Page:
What the drive looks like heading into The Wedge. It’s a well graded, dirt road. Follow all the signs for “The Wedge” to get to the overlook and campsites.
Welcome sign! You wouldn’t think there could be a “Little Grand Canyon” nearby based on the flat land and juniper trees. Just wait though – it’ll soon drop off.
You’ll reach the first overlook right by the picnic area. Turn left and continue down the dirt road to access the other campsites and the official Overlook.
Our view right across from our camp! Amazing.
Kickin’ back in a beach chair and soaking up the sun!
Charlie’s first camp trip of 2017!
Wondering what tent I use? I have the Kelty TN2! I’ve had this tent about 2 years and absolutely love it! It’s really easy to set up and take down. It’s a tad on the heavy side for backpacking but I don’t mind carrying extra weight to have more space while backpacking or car camping with Charlie.
Mama, a mutt, loves camping too!
In Spring the wind can pick up, so if you can find a spot to kind of hide your tent in the juniper trees it will help keep your tent stable and keep dust outside the tent.
Not a bad view! I love the desert.
Sunrises and sunsets can be pretty amazing at The Wedge!
Fall is a great time to visit – temps are cold in the morning, but sunrises are amazing.
By mid-day it warms up!
The Wedge is a very popular spot for camping, hiking, viewing rock art, biking, riding ATVs, photography – you name it, The Wedge offers it.
There are plenty of areas to hike near The Wedge. The best is to simply hike along the rim as far as you want. Sid’s Mountain Trail is another hike, but often not attainable since the river floods the road. We attempted to hike there, but our truck wouldn’t make it through 3 feet of river. You can also just pick a nearby canyon and start hiking. Most of the hiking in this area does not have a trail – it’s more of a “choose your adventure” kind of place.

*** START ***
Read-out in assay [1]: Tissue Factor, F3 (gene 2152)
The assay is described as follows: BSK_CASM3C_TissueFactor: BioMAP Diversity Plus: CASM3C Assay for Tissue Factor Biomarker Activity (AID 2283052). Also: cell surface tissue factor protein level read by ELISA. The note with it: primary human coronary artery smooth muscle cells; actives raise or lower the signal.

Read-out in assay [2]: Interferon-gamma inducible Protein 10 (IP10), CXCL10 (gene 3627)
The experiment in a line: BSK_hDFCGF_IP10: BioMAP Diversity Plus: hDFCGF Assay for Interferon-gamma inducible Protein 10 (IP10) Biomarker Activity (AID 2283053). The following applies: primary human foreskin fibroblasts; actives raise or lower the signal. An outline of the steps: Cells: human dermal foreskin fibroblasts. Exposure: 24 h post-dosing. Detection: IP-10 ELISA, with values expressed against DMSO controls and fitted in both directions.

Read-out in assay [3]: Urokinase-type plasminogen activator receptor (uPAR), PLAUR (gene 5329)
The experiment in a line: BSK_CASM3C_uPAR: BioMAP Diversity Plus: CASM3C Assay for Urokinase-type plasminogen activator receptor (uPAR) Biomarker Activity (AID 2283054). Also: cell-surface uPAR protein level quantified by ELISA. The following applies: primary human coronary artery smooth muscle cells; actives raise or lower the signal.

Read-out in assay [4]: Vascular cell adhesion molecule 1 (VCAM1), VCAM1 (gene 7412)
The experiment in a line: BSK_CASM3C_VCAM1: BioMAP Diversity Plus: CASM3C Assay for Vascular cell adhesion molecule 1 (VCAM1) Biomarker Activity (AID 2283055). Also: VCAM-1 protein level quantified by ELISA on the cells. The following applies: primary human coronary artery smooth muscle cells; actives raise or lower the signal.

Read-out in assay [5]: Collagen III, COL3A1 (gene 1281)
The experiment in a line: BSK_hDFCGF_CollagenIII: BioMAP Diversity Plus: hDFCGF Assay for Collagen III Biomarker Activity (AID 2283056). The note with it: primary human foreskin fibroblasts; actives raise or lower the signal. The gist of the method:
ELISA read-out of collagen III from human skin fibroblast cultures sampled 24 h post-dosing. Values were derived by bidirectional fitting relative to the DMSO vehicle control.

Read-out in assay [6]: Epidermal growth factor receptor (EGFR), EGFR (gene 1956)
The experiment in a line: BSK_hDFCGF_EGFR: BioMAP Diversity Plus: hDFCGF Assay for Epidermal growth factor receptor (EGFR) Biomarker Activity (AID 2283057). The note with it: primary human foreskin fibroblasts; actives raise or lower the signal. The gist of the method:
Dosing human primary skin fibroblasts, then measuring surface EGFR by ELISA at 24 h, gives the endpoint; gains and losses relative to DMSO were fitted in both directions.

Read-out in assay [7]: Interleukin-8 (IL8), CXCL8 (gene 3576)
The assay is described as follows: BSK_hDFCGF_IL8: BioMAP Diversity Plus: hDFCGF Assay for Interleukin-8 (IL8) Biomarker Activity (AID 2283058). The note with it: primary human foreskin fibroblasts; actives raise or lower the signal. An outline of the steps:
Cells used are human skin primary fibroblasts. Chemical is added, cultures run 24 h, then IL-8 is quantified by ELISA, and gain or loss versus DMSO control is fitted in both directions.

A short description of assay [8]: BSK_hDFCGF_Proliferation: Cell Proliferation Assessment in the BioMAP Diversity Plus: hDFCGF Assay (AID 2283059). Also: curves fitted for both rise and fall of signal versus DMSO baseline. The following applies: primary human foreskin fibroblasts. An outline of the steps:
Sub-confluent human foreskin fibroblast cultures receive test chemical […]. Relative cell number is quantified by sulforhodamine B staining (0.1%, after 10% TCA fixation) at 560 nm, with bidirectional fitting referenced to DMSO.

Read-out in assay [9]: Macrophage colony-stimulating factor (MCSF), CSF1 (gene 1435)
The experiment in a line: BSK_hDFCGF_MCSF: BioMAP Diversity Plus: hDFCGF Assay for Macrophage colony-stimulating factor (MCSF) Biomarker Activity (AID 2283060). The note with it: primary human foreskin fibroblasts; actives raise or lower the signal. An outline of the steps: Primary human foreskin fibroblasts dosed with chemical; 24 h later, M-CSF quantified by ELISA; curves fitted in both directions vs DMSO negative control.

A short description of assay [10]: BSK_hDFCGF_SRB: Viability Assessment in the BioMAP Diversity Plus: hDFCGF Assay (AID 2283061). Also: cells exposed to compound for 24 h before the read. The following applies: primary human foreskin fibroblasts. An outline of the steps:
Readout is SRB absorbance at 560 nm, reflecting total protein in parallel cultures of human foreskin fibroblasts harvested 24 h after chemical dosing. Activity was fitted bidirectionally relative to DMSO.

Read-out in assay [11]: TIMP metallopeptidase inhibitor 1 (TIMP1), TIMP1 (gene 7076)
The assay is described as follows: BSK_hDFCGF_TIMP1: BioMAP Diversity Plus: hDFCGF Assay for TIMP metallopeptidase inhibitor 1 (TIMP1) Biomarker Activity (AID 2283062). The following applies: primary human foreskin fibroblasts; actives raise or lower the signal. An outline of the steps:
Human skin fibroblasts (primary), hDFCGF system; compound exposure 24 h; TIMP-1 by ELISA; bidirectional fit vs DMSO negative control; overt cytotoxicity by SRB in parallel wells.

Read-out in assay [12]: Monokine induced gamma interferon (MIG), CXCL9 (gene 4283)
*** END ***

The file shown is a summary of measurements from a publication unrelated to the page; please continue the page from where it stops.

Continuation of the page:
The most famous place to view rock art near The Wedge is the Buckhorn Wash Pictograph Panel. To learn more about it and watch a short video click here. There is plenty of other areas to view petroglyphs, you just need to know where to look. I won’t be giving out directions to any of these smaller locations.
San Rafael Suspension Bridge
Also known as the “San Rafael Swinging Bridge” is a historic suspension bridge over the San Rafael River in Emery County down Buckhorn Canyon. It was built in 1937 by the CCC, and until the 1990s it was the only bridge crossing the river. It it no longer in use for cars, but you can walk across it. In 1996 it was added to the National Register of Historic Places. There are two campgrounds available here for $6/night that have picnic tables and fire rings.
Cedar Mountain Rec Area
The Wedge offers plenty of biking rails, both on dirt roads and singletrack. The most popular trail, the Good Water Rim Trail, follows the edge of Good Water Canyon. It’s a side drainage of The Wedge featuring 15 miles of trail offering fantastic views of the area. Read more about Biking at The Wedge from Utah Outside.